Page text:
1. Don't use Facebook to criticise your boss with other workmatesSix New South Wales corrective service offices have brought a case to the Industrial Relations Commission after threats were made
1. Don't use Facebook to criticise your boss with other workmates
Six New South Wales corrective service offices have brought a case to the Industrial Relations Commission after threats were made to fire them over comments they made on Facebook, reported ABC News.
Criticism was directed at the Corrective Services Commissioner, Ron Woodham, and other staff in regards to planned privatisation of jails.
2. Don't suggest changes for work over Facebook
A Montana police officer Cody Anderson resigned after a he updated his Facebook status to say that there should be a law allowing police to take people to jail for being "stupid", reported the US ABC News.
Anderson apologised for his comment and said it did not reflect the attitude of his Bozeman police department. But a lawsuit has been filed against the city, Anderson and other officers, by a man who said his civil and constitutional rights were abused when he was wrongly arrested.
Anderson's Facebook entry has been used to claim there was a lack of respect for citizens' rights and a willingness to abuse positions of authority.
3. Don't update your Facebook status about something work-related
In February, UK teenager Kimberley Swann was fired from her job after branding it "boring" on Facebook.
Her employment was terminated with immediate effect after the comments were discovered. She was handed a letter from her boss that said, "Following your comments made on Facebook about your job and the company we feel it is better that, as you are not happy and do not enjoy your work we end your employment with Ivell Marketing & Logistics with immediate effect."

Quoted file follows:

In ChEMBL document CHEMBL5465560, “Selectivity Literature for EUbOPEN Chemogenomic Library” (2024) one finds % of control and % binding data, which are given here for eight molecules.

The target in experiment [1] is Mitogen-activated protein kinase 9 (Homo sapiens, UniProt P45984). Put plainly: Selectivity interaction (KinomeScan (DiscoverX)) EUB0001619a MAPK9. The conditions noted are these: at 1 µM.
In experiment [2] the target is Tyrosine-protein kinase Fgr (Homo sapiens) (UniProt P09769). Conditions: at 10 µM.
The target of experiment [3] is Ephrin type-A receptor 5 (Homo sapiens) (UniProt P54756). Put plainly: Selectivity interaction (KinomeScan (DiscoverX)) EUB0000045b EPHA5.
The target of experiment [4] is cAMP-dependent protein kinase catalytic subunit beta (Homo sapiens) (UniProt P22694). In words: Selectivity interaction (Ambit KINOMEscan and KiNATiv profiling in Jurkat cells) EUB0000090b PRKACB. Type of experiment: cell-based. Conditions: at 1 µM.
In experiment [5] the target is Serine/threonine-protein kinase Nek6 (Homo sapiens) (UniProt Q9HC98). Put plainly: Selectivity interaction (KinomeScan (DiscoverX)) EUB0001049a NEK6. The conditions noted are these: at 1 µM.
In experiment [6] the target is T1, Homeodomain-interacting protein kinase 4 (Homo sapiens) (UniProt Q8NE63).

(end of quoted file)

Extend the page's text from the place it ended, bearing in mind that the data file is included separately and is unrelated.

But Swann told the Telegraph that as an office administrator she knew it would be boring at first but would get more interesting.
"I did not even put the company's name, I just put that my job was boring. They were just being nosy, going through everything. I think it is really sad, it makes them look stupid that they are going to be so petty," she said.
4. Don't post compromising photos of yourself or join questionable groups on Facebook
In NSW, the victim of an assault, Constable Robert Hogan, had aspects of his private life, which had featured on Facebook via photos and groups he had joined, tendered as evidence.
In January 2008, Hogan had poked his assailant, Corporal Aristotelis Koutsoubos, in the eye outside the Northies Cronulla Hotel, before the off-duty military commando bit his face, drawing blood and leaving a five-centrimetre gash.
Koutsoubos' defence lawyers showed Facebook photos to the jury to paint Hogan as a heavy drinker. Photos were tendered with captions including "getting trashed" and "getting drunk" and his membership of two groups "I secretly want to punch slow-walking people in the back of the head" and "God created police so firefighers could have heroes" was revealed to the jury, reported the Sydney Morning Herald.
Ultimately, Koutsoubos was punished with a suspended sentence but not before Hogan's private life was aired in court.
5. Don't use your real name on Facebook
In a case in Canberra, lending company MKM Capital's lawyers won the right to serve legally binding documents to defendants via their Facebook profiles.
After lawyer Meyer Vanderberg hired private investigators but failed to locate the couple at their home on several occasions between October and early December 2007, the Supreme Court granted the ability to serve judgement on the couple via Facebook.
The couple, Carmel Rita Corbo and Gordon Kingsley Maxwell Poyser had failed to pay mortgage loan repayments.
MKM's lawyers proved their Facebook profiles belonged to them via dates of birth, email addresses, friend lists and the co-defendants were friends with one another, a spokesperson for the firm said.